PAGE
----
Losartan Fails to Reduce Brain Atrophy in Patients with Mild-to-moderate Alzheimer's Disease

Pavankumar Kamat

November 18, 2021

In a phase 2 trial, losartan treatment for 12 months was well tolerated but failed to reduce the rate of brain atrophy in patients with mild-to-moderate Alzheimer's disease (AD). The findings were published in The Lancet Neurology .

The double-blind, multicentre, phase 2 RADAR trial included 261 patients aged 55 years or older who were previously untreated with angiotensin II receptor blockers and diagnosed with mild-to-moderate AD, enrolled across 23 UK NHS hospital trusts. Following a 4-week, open-label phase of active treatment and washout, 211 participants were randomly assigned (1:1) to receive either 100 mg losartan (after an initial two-dose titration) or placebo daily for 12 months.

Primary outcome was the change in brain volume from baseline to 12 months, quantified using volumetric MRI and determined by boundary shift interval (BSI) analysis.

The mean brain volume reduction from baseline to 12 months was 19.1 (standard deviation [SD], 10.3) mL in the placebo group versus 20.0 (SD, 10.8) mL in the losartan group, the difference between the groups being non-significant (adjusted mean difference, 1.23 [95% CI −1.72 to 4.19] mL; P=0.41). Furthermore, the difference in total volume reduction (BSI) between the groups was also non-significant (difference, −2.29 [95% CI −6.46 to 0.89] mL; P=0.14).

In a substudy of 105 participants, there was no difference in the volume of white matter hyperintensities between the groups (P=0.70). Losartan also failed to confer any therapeutic benefit in hippocampal atrophy and ventricular volume. At 12 months, the losartan group demonstrated greater reductions in systolic and diastolic blood pressures compared with the placebo group.

The frequency of serious adverse events (AEs) in the intervention phase was comparable between the losartan group and the placebo group (22 vs 20 events). The most common serious AEs included infections, mechanical injury, neuropsychiatric events, and gastrointestinal events. One death was recorded in each group, unrelated to the treatment.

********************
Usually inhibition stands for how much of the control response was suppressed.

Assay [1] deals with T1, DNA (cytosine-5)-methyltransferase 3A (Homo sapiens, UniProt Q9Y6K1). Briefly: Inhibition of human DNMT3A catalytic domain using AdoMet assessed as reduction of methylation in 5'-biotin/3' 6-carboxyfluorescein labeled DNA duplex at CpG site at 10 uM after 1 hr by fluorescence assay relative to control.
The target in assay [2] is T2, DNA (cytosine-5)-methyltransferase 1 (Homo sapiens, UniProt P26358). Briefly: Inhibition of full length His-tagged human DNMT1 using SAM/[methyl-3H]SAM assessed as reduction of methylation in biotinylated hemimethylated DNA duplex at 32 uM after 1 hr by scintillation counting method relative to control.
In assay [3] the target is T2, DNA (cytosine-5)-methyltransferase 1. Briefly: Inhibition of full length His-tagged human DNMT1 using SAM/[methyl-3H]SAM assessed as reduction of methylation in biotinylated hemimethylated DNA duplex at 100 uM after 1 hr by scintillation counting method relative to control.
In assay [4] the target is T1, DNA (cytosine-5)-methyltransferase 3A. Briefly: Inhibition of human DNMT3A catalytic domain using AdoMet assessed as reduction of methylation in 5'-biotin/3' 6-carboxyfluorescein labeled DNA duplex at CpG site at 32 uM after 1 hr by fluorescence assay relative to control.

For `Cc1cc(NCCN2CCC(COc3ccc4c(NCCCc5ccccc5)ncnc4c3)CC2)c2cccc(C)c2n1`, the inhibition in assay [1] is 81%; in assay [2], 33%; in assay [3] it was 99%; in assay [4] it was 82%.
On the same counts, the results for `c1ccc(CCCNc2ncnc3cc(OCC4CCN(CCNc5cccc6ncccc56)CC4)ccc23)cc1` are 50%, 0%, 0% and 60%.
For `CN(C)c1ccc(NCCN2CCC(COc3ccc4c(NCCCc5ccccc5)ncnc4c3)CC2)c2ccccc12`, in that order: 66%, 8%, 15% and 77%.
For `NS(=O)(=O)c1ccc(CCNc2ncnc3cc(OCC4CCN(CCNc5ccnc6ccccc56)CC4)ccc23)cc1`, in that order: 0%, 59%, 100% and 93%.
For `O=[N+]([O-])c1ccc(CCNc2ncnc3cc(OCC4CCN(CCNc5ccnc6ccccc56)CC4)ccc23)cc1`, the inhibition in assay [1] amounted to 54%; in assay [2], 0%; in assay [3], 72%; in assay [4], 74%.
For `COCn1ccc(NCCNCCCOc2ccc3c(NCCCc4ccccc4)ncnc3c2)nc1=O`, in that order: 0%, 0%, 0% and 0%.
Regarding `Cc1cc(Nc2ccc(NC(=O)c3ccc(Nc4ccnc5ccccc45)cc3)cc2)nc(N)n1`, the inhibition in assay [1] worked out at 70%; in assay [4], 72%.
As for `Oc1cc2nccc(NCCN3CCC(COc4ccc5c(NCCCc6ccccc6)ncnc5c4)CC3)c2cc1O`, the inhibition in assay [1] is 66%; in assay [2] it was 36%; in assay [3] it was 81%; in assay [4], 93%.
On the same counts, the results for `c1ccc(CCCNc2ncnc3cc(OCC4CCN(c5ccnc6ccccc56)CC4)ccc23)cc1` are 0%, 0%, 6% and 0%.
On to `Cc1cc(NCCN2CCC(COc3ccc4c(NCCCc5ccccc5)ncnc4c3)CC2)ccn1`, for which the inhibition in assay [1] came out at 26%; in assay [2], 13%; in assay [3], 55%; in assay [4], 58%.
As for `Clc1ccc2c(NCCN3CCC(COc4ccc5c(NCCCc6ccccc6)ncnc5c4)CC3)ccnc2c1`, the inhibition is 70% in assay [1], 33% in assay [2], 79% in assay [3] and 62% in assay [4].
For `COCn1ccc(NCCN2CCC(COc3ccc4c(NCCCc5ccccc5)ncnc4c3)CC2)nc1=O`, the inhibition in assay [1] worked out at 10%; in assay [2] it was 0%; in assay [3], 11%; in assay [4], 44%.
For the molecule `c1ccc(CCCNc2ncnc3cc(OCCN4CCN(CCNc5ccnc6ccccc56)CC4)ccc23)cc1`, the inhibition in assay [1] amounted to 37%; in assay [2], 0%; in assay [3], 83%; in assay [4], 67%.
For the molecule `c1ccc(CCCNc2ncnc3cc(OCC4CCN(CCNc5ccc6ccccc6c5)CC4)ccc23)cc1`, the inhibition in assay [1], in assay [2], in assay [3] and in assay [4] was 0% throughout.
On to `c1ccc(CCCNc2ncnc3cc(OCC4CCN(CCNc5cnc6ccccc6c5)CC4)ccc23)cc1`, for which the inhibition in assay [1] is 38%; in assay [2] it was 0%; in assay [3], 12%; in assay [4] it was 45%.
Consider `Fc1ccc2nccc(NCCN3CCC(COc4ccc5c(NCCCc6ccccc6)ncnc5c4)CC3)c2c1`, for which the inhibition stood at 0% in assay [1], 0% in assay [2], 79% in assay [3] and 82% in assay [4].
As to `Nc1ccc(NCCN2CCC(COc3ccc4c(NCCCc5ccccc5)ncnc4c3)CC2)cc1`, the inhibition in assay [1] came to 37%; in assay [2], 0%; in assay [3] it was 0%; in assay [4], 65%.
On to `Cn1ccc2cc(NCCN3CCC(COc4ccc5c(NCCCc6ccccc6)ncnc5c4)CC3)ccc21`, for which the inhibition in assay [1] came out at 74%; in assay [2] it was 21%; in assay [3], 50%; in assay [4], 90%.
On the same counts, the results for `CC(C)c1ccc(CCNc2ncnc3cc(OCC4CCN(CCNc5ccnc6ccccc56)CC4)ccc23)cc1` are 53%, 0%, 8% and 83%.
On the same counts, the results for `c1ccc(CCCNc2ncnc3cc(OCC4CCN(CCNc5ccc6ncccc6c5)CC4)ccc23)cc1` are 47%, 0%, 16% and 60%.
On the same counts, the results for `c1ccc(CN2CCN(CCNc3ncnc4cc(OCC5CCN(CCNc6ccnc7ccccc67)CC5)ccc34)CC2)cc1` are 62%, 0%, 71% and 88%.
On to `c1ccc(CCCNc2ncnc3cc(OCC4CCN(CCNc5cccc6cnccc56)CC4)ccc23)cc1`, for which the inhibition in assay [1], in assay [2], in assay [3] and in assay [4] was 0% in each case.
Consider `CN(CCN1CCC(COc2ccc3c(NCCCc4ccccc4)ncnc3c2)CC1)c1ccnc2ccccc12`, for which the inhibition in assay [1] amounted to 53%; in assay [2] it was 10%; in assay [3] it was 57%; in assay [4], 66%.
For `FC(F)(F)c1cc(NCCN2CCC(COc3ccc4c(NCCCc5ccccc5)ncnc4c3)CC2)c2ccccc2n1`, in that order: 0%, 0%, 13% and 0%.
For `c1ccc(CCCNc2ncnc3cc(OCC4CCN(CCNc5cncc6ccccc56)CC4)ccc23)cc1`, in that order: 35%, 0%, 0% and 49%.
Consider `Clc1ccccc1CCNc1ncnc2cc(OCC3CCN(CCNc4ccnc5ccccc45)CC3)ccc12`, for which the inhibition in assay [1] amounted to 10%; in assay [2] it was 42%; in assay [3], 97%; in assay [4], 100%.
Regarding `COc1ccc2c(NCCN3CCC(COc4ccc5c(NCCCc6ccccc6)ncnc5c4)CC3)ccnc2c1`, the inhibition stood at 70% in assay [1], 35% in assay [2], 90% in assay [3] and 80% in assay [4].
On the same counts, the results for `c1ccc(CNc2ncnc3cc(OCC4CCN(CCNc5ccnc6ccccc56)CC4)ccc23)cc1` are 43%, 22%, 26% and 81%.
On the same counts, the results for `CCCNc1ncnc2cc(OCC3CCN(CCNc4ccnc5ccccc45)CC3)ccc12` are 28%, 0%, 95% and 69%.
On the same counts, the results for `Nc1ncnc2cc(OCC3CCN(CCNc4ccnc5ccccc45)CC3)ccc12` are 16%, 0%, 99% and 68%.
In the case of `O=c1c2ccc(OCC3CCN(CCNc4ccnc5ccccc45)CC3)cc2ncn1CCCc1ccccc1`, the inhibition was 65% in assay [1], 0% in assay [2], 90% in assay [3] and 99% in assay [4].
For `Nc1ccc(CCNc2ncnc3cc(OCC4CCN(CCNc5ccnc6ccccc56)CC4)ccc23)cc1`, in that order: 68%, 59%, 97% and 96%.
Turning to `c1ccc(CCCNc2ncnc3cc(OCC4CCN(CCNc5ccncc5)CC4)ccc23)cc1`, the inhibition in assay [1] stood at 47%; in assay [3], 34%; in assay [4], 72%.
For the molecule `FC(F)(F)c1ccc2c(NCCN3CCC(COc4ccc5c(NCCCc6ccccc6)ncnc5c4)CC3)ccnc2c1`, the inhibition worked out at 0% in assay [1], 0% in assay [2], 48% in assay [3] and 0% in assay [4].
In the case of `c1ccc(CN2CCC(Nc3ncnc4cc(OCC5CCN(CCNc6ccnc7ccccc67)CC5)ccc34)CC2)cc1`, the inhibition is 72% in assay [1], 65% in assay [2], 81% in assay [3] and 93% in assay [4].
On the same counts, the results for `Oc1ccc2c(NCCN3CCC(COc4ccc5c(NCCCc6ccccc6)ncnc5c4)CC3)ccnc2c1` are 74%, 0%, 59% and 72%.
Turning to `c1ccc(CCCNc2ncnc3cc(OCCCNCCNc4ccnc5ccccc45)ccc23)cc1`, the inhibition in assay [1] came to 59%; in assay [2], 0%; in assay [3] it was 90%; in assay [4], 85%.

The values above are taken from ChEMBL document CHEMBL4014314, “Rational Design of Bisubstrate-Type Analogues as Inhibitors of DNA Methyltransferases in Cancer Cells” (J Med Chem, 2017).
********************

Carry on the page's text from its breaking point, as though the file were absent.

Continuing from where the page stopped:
Explaining the potential reason for losartan's failure, the authors stated: "It is possible that losartan did not penetrate the blood-brain barrier as much as anticipated; therefore, although peripherally active, as seen by the reductions in blood pressure in the losartan group, it was not able to act more directly in the brain where it was intended to reduce disease-related atrophy."

Prof Pat Kehoe from the University of Bristol, who led the trial, said: "It is vitally important we continue to search for effective treatments for AD because with an ageing population there will continue to be many people diagnosed with the disease, which will greatly impact on our already overstretched health and social care costs and resources."

The research was funded by the Efficacy and Mechanism Evaluation Programme (UK Medical Research Council and National Institute for Health Research).

Kehoe PG, Turner N, Howden B, Jarutyte L, Clegg SL, Malone IB, Barnes J, Nielsen C, Sudre CH, Wilson A, Thai NJ, Blair PS, Coulthard E, Lane JA, Passmore P, Taylor J, Mutsaerts HJ, Thomas DL, Fox NC, Wilkinson I, Ben-Shlomo Y. Safety and efficacy of losartan for the reduction of brain atrophy in clinically diagnosed Alzheimer's disease (the RADAR trial): a double-blind, randomised, placebo-controlled, phase 2 trial. Lancet Neurol. 2021;20(11):895-906. doi: 10.1016/S1474-4422(21)00263-5. PMID: 34687634


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